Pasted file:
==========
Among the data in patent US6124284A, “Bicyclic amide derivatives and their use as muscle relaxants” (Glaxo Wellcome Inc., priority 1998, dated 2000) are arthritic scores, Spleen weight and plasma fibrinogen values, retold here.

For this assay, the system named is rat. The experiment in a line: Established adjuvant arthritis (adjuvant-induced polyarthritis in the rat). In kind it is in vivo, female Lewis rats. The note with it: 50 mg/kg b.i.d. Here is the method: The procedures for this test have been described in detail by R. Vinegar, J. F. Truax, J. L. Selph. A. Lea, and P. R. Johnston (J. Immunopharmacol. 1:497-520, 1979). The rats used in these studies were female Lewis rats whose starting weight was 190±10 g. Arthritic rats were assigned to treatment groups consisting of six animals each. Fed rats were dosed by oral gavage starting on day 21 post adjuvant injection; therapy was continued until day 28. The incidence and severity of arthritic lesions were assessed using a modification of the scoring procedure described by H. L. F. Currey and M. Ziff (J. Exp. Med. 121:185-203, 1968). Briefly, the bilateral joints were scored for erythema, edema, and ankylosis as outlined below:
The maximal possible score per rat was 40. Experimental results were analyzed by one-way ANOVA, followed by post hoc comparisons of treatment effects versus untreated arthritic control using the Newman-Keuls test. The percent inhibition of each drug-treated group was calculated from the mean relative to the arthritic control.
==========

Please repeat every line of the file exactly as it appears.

Among the data in patent US6124284A, “Bicyclic amide derivatives and their use as muscle relaxants” (Glaxo Wellcome Inc., priority 1998, dated 2000) are arthritic scores, Spleen weight and plasma fibrinogen values, retold here.

For this assay, the system named is rat. The experiment in a line: Established adjuvant arthritis (adjuvant-induced polyarthritis in the rat). In kind it is in vivo, female Lewis rats. The note with it: 50 mg/kg b.i.d. Here is the method: The procedures for this test have been described in detail by R. Vinegar, J. F. Truax, J. L. Selph. A. Lea, and P. R. Johnston (J. Immunopharmacol. 1:497-520, 1979). The rats used in these studies were female Lewis rats whose starting weight was 190±10 g. Arthritic rats were assigned to treatment groups consisting of six animals each. Fed rats were dosed by oral gavage starting on day 21 post adjuvant injection; therapy was continued until day 28. The incidence and severity of arthritic lesions were assessed using a modification of the scoring procedure described by H. L. F. Currey and M. Ziff (J. Exp. Med. 121:185-203, 1968). Briefly, the bilateral joints were scored for erythema, edema, and ankylosis as outlined below:
The maximal possible score per rat was 40. Experimental results were analyzed by one-way ANOVA, followed by post hoc comparisons of treatment effects versus untreated arthritic control using the Newman-Keuls test. The percent inhibition of each drug-treated group was calculated from the mean relative to the arthritic control.